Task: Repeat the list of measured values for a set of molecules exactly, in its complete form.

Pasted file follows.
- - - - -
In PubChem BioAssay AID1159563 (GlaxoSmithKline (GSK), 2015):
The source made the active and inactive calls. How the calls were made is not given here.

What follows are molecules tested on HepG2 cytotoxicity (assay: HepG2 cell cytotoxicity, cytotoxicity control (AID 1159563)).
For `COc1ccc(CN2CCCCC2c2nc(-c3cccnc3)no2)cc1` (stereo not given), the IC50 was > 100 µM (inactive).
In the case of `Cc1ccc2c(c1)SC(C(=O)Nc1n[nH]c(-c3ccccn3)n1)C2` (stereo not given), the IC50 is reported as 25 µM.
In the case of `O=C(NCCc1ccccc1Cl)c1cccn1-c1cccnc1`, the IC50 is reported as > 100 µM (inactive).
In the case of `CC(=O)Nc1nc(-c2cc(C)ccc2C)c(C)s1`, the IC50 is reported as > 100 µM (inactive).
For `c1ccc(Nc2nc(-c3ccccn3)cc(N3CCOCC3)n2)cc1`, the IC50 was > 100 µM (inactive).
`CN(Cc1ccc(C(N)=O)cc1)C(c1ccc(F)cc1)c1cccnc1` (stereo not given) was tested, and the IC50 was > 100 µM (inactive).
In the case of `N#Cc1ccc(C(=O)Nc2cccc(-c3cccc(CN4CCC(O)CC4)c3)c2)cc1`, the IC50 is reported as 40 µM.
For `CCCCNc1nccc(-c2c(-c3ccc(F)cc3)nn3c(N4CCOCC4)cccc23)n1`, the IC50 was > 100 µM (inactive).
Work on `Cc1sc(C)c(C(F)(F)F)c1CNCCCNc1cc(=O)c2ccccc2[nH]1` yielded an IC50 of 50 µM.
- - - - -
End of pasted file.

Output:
In PubChem BioAssay AID1159563 (GlaxoSmithKline (GSK), 2015):
The source made the active and inactive calls. How the calls were made is not given here.

What follows are molecules tested on HepG2 cytotoxicity (assay: HepG2 cell cytotoxicity, cytotoxicity control (AID 1159563)).
For `COc1ccc(CN2CCCCC2c2nc(-c3cccnc3)no2)cc1` (stereo not given), the IC50 was > 100 µM (inactive).
In the case of `Cc1ccc2c(c1)SC(C(=O)Nc1n[nH]c(-c3ccccn3)n1)C2` (stereo not given), the IC50 is reported as 25 µM.
In the case of `O=C(NCCc1ccccc1Cl)c1cccn1-c1cccnc1`, the IC50 is reported as > 100 µM (inactive).
In the case of `CC(=O)Nc1nc(-c2cc(C)ccc2C)c(C)s1`, the IC50 is reported as > 100 µM (inactive).
For `c1ccc(Nc2nc(-c3ccccn3)cc(N3CCOCC3)n2)cc1`, the IC50 was > 100 µM (inactive).
`CN(Cc1ccc(C(N)=O)cc1)C(c1ccc(F)cc1)c1cccnc1` (stereo not given) was tested, and the IC50 was > 100 µM (inactive).
In the case of `N#Cc1ccc(C(=O)Nc2cccc(-c3cccc(CN4CCC(O)CC4)c3)c2)cc1`, the IC50 is reported as 40 µM.
For `CCCCNc1nccc(-c2c(-c3ccc(F)cc3)nn3c(N4CCOCC4)cccc23)n1`, the IC50 was > 100 µM (inactive).
Work on `Cc1sc(C)c(C(F)(F)F)c1CNCCCNc1cc(=O)c2ccccc2[nH]1` yielded an IC50 of 50 µM.